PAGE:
Breeding Ground Spotlight: Ellis

When you think of Baltimore Hip-Hop, an Artist with true lyrical content and delivery doesn’t come to mind; lyrical Artists are usually from New York or somewhere within that region. Ellis is defying the labels of Baltimore Hip-Hop with his witty and story-telling rhymes.  With his small team of about four, Ellis has been taking […]

When you think of Baltimore Hip-Hop, an Artist with true lyrical content and delivery doesn’t come to mind; lyrical Artists are usually from New York or somewhere within that region. Ellis is defying the labels of Baltimore Hip-Hop with his witty and story-telling rhymes.  With his small team of about four, Ellis has been taking the BMC Family to the next level; which includes great looks at shows in the New York area. With a determined drive to have his Team fulfill all of their goals, Baltimore’s newest Hip-Hop edition is clearly on the right path to making all of his dreams come true. How do you feel your lyrical sound will stay afloat in an industry with commercial music?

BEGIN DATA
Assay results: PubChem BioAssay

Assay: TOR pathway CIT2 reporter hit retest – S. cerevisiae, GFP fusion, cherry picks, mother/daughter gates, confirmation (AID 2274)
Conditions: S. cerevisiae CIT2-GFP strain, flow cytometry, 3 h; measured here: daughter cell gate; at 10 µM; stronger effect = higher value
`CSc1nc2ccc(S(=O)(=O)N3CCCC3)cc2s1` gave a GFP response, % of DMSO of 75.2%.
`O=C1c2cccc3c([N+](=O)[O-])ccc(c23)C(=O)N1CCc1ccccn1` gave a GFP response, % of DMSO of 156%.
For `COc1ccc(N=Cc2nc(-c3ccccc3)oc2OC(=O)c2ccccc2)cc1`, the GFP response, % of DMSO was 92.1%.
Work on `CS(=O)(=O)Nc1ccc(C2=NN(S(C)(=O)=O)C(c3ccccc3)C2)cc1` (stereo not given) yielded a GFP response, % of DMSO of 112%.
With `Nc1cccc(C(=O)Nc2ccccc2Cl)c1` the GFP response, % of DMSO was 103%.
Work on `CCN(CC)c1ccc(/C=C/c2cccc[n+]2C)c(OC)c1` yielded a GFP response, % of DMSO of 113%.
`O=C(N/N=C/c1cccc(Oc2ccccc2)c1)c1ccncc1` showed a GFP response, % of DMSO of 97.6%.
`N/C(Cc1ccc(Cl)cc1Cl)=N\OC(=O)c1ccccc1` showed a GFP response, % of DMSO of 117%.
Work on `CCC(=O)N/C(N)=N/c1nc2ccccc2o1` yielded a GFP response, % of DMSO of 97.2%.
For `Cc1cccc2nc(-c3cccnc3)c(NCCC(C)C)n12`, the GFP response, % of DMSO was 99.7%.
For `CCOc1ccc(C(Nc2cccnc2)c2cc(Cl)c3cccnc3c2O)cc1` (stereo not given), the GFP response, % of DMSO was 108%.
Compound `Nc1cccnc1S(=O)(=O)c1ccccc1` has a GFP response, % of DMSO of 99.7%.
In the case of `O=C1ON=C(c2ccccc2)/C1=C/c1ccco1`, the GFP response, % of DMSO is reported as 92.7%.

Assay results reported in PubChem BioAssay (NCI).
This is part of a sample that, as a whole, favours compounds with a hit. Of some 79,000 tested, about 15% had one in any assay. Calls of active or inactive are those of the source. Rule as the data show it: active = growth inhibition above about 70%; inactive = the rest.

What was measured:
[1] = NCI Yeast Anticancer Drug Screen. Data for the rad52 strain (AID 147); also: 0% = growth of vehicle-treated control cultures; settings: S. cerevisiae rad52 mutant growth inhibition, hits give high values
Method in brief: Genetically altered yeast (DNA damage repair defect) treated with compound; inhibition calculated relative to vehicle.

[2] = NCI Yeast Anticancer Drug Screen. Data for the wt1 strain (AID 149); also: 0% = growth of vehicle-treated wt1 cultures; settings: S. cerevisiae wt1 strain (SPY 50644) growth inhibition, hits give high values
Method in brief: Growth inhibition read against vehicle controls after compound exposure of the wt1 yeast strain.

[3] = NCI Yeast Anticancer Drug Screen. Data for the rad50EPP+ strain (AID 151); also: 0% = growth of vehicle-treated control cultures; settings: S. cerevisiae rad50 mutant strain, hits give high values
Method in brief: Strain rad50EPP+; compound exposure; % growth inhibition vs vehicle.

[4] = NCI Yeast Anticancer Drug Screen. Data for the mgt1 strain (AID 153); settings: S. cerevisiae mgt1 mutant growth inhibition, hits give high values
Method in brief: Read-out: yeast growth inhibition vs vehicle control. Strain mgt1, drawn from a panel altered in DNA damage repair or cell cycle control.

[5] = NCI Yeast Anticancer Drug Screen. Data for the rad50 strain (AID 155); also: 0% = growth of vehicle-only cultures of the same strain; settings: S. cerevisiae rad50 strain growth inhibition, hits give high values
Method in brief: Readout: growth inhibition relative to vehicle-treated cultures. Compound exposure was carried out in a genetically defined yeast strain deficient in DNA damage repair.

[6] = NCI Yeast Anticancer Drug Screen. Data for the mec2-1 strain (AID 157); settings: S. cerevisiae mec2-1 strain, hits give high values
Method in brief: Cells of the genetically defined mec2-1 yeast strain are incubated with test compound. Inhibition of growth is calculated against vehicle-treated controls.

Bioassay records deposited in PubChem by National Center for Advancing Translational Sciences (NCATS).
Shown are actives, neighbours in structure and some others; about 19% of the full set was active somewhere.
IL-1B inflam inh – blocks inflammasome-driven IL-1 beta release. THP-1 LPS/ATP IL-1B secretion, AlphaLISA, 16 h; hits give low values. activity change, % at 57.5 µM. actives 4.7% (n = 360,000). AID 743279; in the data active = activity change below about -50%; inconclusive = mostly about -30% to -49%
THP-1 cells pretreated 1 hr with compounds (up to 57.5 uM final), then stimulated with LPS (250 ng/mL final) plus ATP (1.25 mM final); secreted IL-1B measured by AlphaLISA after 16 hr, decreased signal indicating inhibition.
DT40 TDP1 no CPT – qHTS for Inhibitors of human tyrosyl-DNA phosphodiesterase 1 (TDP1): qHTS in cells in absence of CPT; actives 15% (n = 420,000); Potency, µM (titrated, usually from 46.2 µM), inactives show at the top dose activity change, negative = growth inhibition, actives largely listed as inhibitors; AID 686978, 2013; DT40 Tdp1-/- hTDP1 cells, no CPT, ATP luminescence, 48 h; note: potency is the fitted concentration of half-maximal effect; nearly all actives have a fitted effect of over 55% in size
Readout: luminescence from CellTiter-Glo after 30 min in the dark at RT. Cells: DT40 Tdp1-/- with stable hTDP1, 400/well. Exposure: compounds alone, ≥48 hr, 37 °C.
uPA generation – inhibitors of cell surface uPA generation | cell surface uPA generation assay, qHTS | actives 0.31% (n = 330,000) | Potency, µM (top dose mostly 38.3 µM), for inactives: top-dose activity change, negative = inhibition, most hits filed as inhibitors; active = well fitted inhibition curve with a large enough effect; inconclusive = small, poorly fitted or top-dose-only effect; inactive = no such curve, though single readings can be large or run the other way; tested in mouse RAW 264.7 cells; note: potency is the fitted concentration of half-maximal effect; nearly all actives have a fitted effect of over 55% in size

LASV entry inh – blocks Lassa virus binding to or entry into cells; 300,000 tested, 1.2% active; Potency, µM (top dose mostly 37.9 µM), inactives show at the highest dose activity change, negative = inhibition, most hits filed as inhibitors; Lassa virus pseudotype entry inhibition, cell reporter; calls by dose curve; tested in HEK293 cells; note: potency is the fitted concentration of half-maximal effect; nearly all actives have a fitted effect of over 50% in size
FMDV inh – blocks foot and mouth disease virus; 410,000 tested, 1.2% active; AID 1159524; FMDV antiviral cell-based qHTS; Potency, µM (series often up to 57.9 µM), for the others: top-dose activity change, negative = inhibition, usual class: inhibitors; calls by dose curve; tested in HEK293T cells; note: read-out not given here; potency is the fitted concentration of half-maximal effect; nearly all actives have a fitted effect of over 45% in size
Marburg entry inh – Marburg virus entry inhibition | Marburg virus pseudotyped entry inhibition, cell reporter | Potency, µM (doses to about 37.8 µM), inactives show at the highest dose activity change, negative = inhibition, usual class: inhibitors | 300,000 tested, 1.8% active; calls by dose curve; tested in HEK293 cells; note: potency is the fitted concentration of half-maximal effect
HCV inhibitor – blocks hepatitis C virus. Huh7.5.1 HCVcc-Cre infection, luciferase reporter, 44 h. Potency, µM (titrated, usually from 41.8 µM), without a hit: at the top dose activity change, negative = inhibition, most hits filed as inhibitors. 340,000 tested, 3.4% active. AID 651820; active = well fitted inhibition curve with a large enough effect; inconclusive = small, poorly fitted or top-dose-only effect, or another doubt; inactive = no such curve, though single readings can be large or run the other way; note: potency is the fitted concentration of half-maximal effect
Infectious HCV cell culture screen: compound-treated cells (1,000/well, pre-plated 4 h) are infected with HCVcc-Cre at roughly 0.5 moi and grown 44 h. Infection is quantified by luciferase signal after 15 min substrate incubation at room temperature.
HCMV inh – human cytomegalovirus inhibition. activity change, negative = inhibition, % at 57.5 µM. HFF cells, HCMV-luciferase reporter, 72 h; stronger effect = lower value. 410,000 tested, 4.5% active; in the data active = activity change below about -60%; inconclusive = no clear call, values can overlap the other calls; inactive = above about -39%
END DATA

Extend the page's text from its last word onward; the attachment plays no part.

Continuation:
Ellis: I think it’ll take me far; some people say it’s lyrical and some say its music but it’s just me. I just speak from the heart and say what the music is telling me to say. I don’t sound like anyone else. Once I’m put in the forefront then ill shine, because I don’t sound like anyone else; it’s only one me. I don’t think it’s lyrical to where it gets boring – I think its lyrical to where it’s witty but at the same time its relateable; people can still relate to what im saying. Would that be because you’re telling a story?

Ellis: Yes – well yeah, some of them are actually stories. A story told in a different way to where it might not seem like that but yeah, a story – that’s what it is. Who are some of your musical influences?

Ellis: Nas, Pac, BIG, Wu Tang, The Dogg Pound, UGK, Scareface, De La Soul, A Tribe Called Quest, AZ, The Lox, Mos Def, Common – all the greats (laughing). Tell me about your background and growing up in Baltimore and how you got into music.